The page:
Opening times: only seasonally between April and August, Tuesdays to Fridays from 12 noon to 4 p.m., in May and August additionally on Sundays from 12 noon to 5 p.m. and in June and July also on Saturdays.
No admission fee
– which is very rare in Norway
Time required: for the permanent exhibition maybe around 45 minutes to an hour, but the extra exhibitions also take time, as do the memorial sites in the open air nearby. In total expect to spend a couple of hours to half a day here, depending on how deep you want to get into the topic here. Given that Falstad is a study centre too, there is scope for many days of immersion in the subject matter (but that would have to be pre-arranged).
Combinations with other dark destinations:
Nothing much in the more immediate vicinity other than that memorial site in the adjacent forest already mentioned above. The topically related Blood Road Museum
is a whole day's drive further north near Bodø. Narvik
is further still and quite out of easy reach. The closest city, Trondheim
, however, also has its own "Army and Resistance" museum, which may be worth a look (I didn't have time for it so can't tell from first-hand experience).
En route, near Trondheim's airport, lies the small village of Hell … yes, it is a (signposted) place on Earth! Its train station is a popular photo stop for tourists, especially as on one side of the station building a sign says "Gods Expedition" underneath "Hell". In Norwegian it quite innocently only means "handling of goods/freight/cargo"; and "Hell" also has a totally non-satanic meaning in Norwegian. But for English speakers at least there is some dark humour to be had here (even if it's a bit childish). At least back home you can semi-truthfully brag that you've been to Hell and back and that it was quite fun, actually.
Combinations with non-dark destinations:
One major attraction for both local tourists and visitors from abroad is the Stiklestad
Cultural Centre just 20 miles (32km) further to the north-east. It's the site of some ancient battle of the Middle Ages (fought by some King Olaf or other) and since that event is regarded as a kind of passage from the Viking age to the medieval times it's very important to real and would-be Norwegians. These days it's primarily a big-scale playground with massive tourism development to boot. There are attractions like "model" villages (a theme park really) and a pilgrim church – as well as a large hotel with a restaurant and a massive tourist-tack shop. Around the anniversary of the battle in late June, people flock here in their thousands and dress up in period costume and have "fun". I personally cannot relate to such re-enactment things (see also battlefield tourism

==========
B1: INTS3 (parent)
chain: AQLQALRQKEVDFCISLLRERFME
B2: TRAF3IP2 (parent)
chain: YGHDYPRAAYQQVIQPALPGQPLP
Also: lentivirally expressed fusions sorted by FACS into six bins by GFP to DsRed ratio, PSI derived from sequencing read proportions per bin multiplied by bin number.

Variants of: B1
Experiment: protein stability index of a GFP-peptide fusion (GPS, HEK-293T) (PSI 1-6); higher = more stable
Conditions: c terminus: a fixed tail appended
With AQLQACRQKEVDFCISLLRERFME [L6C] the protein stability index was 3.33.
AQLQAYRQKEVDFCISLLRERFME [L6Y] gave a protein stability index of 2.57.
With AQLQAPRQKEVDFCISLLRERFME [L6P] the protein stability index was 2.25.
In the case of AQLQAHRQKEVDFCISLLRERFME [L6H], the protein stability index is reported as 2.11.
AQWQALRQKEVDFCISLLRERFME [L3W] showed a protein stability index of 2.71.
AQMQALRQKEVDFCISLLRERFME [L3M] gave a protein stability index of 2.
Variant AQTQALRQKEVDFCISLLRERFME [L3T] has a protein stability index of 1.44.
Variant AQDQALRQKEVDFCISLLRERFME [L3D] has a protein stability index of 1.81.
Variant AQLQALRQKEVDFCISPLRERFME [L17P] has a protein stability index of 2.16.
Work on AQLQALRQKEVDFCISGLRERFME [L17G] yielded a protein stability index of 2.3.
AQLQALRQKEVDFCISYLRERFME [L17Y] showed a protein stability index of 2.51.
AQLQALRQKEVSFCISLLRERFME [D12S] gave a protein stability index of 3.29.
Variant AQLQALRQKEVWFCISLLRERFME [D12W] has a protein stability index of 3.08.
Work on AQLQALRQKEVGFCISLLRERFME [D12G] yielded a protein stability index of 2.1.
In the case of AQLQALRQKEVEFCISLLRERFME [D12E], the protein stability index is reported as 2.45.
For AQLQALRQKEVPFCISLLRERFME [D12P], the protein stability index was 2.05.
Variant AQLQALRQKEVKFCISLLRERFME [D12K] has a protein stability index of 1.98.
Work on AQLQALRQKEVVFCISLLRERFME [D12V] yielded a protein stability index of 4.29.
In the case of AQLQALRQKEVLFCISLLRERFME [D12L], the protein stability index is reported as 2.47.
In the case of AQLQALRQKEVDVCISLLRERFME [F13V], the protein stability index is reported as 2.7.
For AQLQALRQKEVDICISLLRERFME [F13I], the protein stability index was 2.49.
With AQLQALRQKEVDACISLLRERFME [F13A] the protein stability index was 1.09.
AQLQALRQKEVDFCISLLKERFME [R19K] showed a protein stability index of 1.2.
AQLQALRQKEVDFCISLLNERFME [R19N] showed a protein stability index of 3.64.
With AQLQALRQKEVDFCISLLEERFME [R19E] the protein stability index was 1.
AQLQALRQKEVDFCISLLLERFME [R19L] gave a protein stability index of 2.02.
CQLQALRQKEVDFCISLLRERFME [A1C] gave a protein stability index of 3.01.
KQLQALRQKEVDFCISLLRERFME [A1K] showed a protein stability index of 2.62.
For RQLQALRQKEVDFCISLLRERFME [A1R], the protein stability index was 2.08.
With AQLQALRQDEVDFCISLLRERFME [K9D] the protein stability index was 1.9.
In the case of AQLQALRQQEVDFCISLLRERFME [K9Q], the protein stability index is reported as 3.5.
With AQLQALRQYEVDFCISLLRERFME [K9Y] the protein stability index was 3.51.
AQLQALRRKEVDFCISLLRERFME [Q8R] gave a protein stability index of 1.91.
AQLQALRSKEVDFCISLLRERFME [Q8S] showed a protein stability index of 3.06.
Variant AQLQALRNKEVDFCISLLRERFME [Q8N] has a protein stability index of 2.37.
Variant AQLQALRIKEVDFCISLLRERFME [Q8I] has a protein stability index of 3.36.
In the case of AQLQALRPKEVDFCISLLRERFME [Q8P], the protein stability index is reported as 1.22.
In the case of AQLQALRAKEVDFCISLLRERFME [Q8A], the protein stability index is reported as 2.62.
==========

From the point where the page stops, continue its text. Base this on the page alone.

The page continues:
) and was glad that it was fairly quiet when I used the hotel as a stopover after visiting Falstad in mid-August (which is already the end of the season in most of non-city and non-skiing Norway).
The city of Trondheim
, also close to Falstad, is reputedly one of the most appealing places in Norway. It's the original capital (much older than Oslo
!) and still a major hub in many senses of the word, not just in terms of transport. It's also a prime cultural and economic centre. The latter unfortunately prevented me from checking out the place myself when I was on my long summer trip of Norway in July/August 2012. Because around the time I could have made it to Trondheim, a fisheries convention was on and all accommodation was already booked out – not just in Trondheim itself, even in places dozens of miles away. So I gave up on it … albeit with a certain degree of regret. Instead I pushed on to Kristiansund and the fabled coastal Atlantic Ocean Road.
For more see under Norway
- Falstad 01 - the main building
- Falstad 02 - gate and clock tower
- Falstad 03 - courtyard
- Falstad 04 - model of the prison camp
- Falstad 05 - old bureaucracy
- Falstad 06 - main exhibition
- Falstad 07 - familiar evil faces
- Falstad 08 - exhibits
- Falstad 09 - former isolation cell
- Falstad 10 - additional parts
- Falstad 11 - covering other atrocities and genocides
- Falstad 12 - film room
- Falstad 13 - library
- Falstad 14 - well stocked with films too
- Falstad 15 - former house of the commandant
- Falstad 16 - inside the commandant house
- Falstad 17 - forensic exhibition inside
- Falstad 18 - another ancillary building
- Falstad 19 - Yugoslav exhibition inside
- Falstad 20 - plaques in the grounds
- Falstad 21 - execution memorial in the nearby forest
- Falstad 22 - signposted walk in the forest
- Falstad 23 - memorial in the forest